BOSTON - Boston Children's Hospital has long been a haven of mercy for children with cancer and other serious illnesses. Now, a hospital executive from Attleboro is working to make it a place for healthy eating, creative cooking and family time, as well.

Shawn Goldrick, the hospital's senior director for patient support services, is working with project manager Paul O'Connor and crews from Suffolk Construction on an $11 million transformation of the hospital's main cafeteria into a model dining space featuring fresh ingredients, antibiotic-free meats and cooking classes for children and adults.

Goldrick says the project, scheduled for completion in June, will be the only one of its kind in health care food service.

"We wanted to create a venue like we never had before," said Goldrick, 41.

The goal is to deliver healthy, appetizing food choices, while encouraging healthy eating. But, parents and children will also have the chance to participate in whipping up their own culinary delights at a new "culinary academy" right in the hospital.

Both parents and children will have the opportunity to participate in special, food-related events in the new space.

Stressed parents of kids receiving long-term treatment will be able to relax at a "parents night out." Young patients will get a chance to get in on the fun by tagging along on kitchen tours and shadowing the robotic servers the hospital uses to deliver meals to rooms.

"It's important to us that we find ways to let the kids be kids and have fun," Goldrick said.

Another major feature of the new dining space will be a first of its kind "Chef's Playground," where guest chefs from around Boston will be able to cook their favorite dishes and conduct demonstrations during the noon meal.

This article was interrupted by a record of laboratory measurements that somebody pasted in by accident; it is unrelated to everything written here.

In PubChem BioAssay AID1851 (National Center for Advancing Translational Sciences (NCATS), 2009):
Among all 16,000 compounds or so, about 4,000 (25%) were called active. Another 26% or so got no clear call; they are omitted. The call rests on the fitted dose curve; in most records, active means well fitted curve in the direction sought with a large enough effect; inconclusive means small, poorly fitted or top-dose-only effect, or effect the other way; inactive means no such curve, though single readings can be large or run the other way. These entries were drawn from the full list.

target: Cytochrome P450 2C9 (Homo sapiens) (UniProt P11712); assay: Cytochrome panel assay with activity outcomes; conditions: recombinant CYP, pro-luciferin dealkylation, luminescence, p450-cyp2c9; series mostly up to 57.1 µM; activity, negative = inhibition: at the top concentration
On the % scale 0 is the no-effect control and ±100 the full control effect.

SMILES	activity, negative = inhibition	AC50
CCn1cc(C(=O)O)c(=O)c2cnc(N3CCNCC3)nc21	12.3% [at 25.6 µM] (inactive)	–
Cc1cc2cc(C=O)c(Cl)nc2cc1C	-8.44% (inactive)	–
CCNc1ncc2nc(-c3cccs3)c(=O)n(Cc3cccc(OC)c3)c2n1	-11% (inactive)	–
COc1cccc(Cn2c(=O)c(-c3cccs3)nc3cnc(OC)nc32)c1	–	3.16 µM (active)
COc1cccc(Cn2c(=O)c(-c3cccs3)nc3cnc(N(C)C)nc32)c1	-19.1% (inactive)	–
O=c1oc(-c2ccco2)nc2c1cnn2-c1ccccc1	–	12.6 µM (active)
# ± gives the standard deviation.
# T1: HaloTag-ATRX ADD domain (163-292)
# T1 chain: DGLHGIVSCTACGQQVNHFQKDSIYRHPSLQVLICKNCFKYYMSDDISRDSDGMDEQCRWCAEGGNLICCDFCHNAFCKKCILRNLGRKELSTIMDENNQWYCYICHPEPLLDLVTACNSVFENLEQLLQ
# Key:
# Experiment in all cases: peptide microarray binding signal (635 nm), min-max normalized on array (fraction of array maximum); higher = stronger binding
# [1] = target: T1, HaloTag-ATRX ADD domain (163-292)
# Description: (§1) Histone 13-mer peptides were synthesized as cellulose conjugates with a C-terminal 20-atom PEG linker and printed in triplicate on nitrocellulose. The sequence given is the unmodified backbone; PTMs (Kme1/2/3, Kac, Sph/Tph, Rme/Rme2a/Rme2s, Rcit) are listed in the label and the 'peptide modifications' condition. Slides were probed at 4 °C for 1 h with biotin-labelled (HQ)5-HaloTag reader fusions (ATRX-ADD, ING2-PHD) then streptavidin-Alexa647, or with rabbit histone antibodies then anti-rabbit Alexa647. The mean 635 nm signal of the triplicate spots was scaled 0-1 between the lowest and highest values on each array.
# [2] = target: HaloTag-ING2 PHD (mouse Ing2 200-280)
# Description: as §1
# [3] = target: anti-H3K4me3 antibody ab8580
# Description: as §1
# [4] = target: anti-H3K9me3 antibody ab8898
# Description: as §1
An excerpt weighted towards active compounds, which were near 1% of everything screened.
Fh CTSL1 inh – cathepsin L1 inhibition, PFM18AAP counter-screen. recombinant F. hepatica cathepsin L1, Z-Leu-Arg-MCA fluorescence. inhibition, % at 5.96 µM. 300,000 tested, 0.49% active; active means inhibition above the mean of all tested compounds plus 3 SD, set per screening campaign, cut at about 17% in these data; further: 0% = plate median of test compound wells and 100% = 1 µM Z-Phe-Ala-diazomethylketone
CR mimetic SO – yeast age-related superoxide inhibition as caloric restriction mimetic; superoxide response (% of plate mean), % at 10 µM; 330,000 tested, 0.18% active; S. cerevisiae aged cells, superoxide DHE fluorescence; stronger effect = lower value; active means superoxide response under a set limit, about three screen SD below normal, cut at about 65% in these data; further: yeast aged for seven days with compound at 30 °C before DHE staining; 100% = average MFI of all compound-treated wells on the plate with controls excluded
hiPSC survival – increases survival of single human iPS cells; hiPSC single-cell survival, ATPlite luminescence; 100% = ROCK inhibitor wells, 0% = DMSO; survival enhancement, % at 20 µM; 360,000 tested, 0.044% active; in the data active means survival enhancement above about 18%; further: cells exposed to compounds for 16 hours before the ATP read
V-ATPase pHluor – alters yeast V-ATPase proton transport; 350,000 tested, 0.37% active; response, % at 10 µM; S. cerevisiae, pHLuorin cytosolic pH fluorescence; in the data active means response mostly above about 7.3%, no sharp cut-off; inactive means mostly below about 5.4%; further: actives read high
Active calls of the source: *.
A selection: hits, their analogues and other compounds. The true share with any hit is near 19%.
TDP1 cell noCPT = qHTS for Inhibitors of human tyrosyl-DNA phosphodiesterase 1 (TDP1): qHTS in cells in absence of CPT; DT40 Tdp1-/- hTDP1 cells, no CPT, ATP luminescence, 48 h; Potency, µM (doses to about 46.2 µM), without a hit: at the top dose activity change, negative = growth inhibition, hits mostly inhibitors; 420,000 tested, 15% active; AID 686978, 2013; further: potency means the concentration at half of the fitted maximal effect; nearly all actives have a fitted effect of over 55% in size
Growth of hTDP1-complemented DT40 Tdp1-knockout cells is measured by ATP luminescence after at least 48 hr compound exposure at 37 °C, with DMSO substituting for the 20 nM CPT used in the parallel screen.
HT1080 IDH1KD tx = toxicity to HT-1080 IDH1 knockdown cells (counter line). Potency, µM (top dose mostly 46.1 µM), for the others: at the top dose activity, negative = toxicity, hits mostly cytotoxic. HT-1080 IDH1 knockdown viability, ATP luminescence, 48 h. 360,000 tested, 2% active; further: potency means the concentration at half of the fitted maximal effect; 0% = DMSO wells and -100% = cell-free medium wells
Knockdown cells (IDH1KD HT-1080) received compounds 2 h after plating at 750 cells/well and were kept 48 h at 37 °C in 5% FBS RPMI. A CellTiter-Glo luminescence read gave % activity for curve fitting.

Turning a hospital cafeteria into an epicurean adventureland hasn't been easy.

Originally, the cost of completely tearing out the original dining area, creating temporary facilities and then rebuilding was tabbed at $12 million. But Goldrick and O'Connor partnered with their architect and contractor to come up with an alternative plan credited with saving $1 million in project costs.

Keys to the plan included the use of a "pop-up cafe" and a specialized food truck to substitute for the cafeteria's usual food-serving apparatus on a temporary basis. The hospital lobby was used to provide seating during the transformation.

Goldrick, who received his culinary and management training at Johnson & Wales University, is a veteran foodservice manager who spent years running kitchens and cafeterias in other hospitals and senior care facilities. He originally began working for Children's Hospital as an employee of Sodexo, a food service and maintenance contractor.

Five years ago, he was tapped by the hospital to become its patient support services director in charge of 600 employees who perform food service and hospital cleaning work. Children's cafeteria serves about 5,000 meals and snacks each day to patients and staff.

For Goldrick and his team, the completion of the project is more than an upgrade. When finished, he says, the hospital's dining and cooking space will offer something unduplicated in any hospital cafeteria.

"It's one thing to be great, but it's harder to be the only," he said. "For us, it's a little bit like the Super Bowl."

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